Eminent Scholar: EU Will Survive, not Countries
By Staff News & Analysis - February 27, 2012

The Emperor of Vanished Kingdoms … Here's a thought. What if the euro survives the present economic crisis but the European Union—or even the United Kingdom—doesn't? It's the kind of question that comes to mind when you talk to Norman Davies, Britain's pre-eminent historian of Europe. From where he sits, Europe's problem is one of failed governance. "It all started, I guess, in the 1990s, with the Yugoslav wars and the inability of the Europeans to do anything basic about a war in their backyard." … The Emperor of Vanished Kingdoms … Europe's pre-eminent historian says all nations eventually end—even the United Kingdom, and perhaps America. And that inability, Mr. Davies says, stems from a fatal flaw in the way Europe approached the grand project of knitting its member nations into a union. "I now feel that the thing that is being proved wrong is what some people call the 'gradualist fallacy'—that . . . you drive European integration forward by economic means," he says. "And it's just wrong." – Wall Street Journal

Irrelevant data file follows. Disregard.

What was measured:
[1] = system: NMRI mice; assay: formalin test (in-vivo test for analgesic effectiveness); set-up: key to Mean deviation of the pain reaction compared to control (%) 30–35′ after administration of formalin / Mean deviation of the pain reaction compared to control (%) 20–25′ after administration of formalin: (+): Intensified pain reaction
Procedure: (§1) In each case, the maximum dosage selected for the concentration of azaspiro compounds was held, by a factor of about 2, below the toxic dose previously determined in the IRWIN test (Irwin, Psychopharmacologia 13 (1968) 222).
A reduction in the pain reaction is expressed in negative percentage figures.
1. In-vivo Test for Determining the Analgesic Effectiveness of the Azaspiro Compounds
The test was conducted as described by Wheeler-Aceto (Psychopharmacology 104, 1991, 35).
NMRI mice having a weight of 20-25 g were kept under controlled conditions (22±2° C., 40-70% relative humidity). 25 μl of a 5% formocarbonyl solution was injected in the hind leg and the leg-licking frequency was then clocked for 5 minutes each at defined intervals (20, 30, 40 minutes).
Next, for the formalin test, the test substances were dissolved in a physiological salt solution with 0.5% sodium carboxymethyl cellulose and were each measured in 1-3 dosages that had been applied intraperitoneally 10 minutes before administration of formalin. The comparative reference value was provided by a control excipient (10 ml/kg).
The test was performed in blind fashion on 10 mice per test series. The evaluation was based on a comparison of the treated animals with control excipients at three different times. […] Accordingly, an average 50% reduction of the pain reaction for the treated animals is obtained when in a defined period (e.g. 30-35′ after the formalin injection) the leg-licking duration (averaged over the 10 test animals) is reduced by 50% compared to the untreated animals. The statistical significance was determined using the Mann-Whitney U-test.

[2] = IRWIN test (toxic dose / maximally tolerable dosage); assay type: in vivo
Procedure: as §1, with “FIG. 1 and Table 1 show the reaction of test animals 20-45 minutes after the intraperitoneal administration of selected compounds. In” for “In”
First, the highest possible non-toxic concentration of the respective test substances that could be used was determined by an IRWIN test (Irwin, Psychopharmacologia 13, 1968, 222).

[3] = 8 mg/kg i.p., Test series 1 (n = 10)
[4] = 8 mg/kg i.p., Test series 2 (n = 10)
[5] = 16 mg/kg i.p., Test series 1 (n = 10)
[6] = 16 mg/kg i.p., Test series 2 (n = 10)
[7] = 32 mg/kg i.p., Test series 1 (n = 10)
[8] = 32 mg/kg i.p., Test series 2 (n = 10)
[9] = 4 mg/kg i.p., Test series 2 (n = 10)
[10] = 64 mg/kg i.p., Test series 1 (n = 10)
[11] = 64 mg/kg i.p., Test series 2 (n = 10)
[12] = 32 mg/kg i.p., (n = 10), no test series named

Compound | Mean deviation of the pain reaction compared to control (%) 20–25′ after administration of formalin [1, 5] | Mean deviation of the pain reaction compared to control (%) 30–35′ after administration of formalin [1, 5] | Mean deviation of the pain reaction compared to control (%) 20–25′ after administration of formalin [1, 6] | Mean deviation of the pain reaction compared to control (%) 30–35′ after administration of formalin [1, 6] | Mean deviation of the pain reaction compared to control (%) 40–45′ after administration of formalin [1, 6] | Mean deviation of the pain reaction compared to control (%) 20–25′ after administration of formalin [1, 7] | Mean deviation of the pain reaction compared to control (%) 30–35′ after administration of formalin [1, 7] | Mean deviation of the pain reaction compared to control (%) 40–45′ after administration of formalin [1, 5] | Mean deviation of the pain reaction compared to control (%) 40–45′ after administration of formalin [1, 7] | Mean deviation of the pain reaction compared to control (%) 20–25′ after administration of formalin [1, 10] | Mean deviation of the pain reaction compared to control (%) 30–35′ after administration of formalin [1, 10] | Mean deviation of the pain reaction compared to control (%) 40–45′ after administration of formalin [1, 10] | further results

Dominant Social Theme: Empires die, but in the case of the EU it will be the countries.

Free-Market Analysis: Say what? The EU's "problem" is that the top Eurocrats are not dictatorial enough? The EU needs MORE governance?

Heck, from what we know, the top EU honchos have yet to have their "empire" officially audited even once in the past decade or so. That's right. Accountants refuse to sign off on the numbers, so obviously "cooked" they are.

This fellow, from our point of view, is surely enunciating a kind of elite dominant social theme, that the Anglosphere with its Jewish, Vatican and corporate components has in mind ensuring the historical record justifies a LARGER EU. Here's some more from the article:

Does the author of "Vanished Kingdoms" think that Europe itself is about to become a vanished kingdom? Mr. Davies is amused that his scholarly book on arcane dead states has suddenly become so topical. But he's not sure the European Union (EU), formally established by the Maastricht Treaty in 1993, or even the euro zone, established six years later, quite fits the theme.